Failing to file a tax return is not an option in Canada when you owe taxes.
Eventually Canada Revenue Agency (CRA) will ask for the returns to be sent in. Sometimes, taxpayers simply ignore the requests. If this goes on long enough, the CRA will mail an arbitrary estimated assessment of income earned and taxes owed. The assessments can be quite generous in favour of the agency and eye-opening for the taxpayer.
At that point, taxpayers usually start to make payments on their arrears to avoid collection proceedings. By making payments the taxpayers get time to file their late returns and correct the balances owed to the actual tax liability, which is generally lower than the assessment.
On the surface, this seems like a good strategy: The CRA starts getting some of the money it is owed and the wage earner avoids collections calls. Once the returns are filed the balance owed is adjusted, usually down to the actual amount you owed. And all is right with the world. Or is it?
There can be a downside to this tactic. The CRA is becoming increasingly tough on late returns and has refused to issue refunds for tax returns that are filed after the three-year limit allowed by the Income Tax Act. So, taxpayers can still be denied a refund of overpayments when they file their returns more than three years late.
On top of that, there are filing deadlines that also apply to allow CRA to deny refunds of overpayments of Canada Pension Plan or Employment Insurance that were either a result of employer payroll deductions or CPP calculated on self-employment income.
Individual taxpayers can appeal the refund denial or to ask the CRA to consider applying overpayments to other balances owed. This is not possible for corporations, however. Corporate taxpayers must be very careful before making payments on accounts for any returns filed more than three years after the filing date.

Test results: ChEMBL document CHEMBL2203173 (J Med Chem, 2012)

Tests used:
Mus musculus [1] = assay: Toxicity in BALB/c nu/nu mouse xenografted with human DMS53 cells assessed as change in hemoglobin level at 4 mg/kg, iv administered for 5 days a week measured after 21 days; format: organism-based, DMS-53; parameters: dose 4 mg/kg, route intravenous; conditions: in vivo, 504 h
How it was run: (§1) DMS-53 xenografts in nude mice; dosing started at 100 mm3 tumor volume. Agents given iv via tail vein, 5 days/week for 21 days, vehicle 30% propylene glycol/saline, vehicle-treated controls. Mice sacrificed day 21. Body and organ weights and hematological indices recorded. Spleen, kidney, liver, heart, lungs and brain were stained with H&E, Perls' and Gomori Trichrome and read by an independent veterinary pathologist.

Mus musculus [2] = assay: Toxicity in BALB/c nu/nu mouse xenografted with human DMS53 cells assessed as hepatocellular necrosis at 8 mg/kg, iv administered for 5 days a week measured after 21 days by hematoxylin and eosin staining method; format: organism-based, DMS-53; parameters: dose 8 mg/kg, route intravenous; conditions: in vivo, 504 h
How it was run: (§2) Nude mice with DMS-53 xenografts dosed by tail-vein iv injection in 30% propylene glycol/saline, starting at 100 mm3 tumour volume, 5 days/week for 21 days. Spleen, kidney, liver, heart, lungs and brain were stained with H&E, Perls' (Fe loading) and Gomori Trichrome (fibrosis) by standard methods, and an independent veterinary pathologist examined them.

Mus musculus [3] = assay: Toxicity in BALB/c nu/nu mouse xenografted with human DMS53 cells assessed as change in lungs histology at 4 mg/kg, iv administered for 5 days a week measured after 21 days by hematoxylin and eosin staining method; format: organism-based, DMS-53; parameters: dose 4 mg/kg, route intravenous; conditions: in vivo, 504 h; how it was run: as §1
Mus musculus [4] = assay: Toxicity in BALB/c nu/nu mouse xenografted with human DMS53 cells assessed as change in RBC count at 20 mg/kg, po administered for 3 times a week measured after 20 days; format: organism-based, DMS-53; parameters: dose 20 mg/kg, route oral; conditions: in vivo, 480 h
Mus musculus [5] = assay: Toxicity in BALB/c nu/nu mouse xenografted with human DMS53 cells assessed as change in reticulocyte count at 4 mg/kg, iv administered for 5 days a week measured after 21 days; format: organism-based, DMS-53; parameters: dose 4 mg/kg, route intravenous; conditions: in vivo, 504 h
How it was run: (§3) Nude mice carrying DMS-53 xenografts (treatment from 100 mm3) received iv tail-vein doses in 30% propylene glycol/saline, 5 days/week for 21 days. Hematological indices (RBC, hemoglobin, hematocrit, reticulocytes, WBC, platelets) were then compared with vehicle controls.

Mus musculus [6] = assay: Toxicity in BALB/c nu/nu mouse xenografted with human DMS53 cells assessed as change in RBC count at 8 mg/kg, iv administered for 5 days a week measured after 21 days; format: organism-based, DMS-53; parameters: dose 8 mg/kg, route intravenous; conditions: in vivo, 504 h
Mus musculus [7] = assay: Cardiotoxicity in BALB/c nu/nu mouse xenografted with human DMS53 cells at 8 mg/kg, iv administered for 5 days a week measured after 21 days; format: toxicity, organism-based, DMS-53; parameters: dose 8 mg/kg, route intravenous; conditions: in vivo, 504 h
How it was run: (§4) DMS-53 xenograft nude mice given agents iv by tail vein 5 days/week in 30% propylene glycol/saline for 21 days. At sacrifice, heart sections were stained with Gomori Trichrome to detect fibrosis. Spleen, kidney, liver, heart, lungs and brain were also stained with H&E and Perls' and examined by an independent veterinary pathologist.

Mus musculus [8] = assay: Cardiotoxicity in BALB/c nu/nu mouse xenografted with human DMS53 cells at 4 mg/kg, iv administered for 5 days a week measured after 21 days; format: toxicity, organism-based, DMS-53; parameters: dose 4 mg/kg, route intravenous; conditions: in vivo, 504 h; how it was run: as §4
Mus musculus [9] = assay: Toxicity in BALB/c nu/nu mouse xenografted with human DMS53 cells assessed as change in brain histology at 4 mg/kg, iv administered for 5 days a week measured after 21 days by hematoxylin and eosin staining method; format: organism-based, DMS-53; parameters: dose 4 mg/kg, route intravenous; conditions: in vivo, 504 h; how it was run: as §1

Taxpayers can also file a formal Notice of Objection. In that case, the facts will be reviewed and the CRA may issue a reassessment. If taxpayers are still not satisfied they can take the issue to court, but the costs of battling the tax agency in court can be high.
It is also to file a request under taxpayer relief, if there were extenuating circumstances that prevented the filing the return within the three year time period if a taxpayer is experiencing financial hardship. This could result in a reduction of some penalties or interest, or the CRA could decide to pay refunds beyond the three-year limit.
If you have fallen behind in your tax filings, received a demand to file or estimated tax assessments, especially for any taxes due more than three years ago, discuss the issue with your accountant who can help assess your situation and determine the best course of action.